Tag: neocons

Say Goodbye to American Primacy and Hegemony

Kevin Doremus | United States

The United States has been involved in four military conflicts since the end of the Cold War: Serbia, Libya, Afghanistan, and Iraq. Of course, this is not counting proxy wars. The U.S. has spent an enormous amount of money and blood in regions that are known to be unstable. There needs to be increased restraint in how the government involves itself in foreign affairs.

Over the past decade, the United States has engaged in a policy commonly referred to as primacy, or liberal hegemony. Its advocates argue that the U.S. needs to preserve its power advantage and defend Western values such as democracy, universal human rights, and open markets. In Washington D.C., it is a strategy that has bipartisan support. Yet, the American populace has seemingly rejected this policy at the polls.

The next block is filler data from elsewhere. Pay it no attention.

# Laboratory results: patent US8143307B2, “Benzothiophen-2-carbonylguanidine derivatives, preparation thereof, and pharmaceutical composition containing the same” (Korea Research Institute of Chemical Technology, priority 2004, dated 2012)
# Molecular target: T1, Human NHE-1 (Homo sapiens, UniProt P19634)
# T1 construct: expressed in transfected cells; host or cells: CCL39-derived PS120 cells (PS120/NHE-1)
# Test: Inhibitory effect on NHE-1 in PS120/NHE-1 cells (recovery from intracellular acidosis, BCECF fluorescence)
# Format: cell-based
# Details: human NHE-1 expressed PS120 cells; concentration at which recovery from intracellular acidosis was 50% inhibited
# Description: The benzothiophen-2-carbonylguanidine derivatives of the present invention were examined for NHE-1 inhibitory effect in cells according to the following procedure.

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Trump Defies Neocons, Stands Up for Base on Iran

Blake | United States

Trump started his campaign with outright condemnation of America’s endless war epidemic. This message fit well into the “America First” platform. It resonated with many Americans that have grown tired of unfulfilled foreign policy promises. He seemed like the way out of the Bush-Clinton neocon dynasty. Trump reaffirmed this stance in February saying he inherited endless wars “of unlimited spending and death. During my campaign, I said, very strongly, that these wars must finally end.”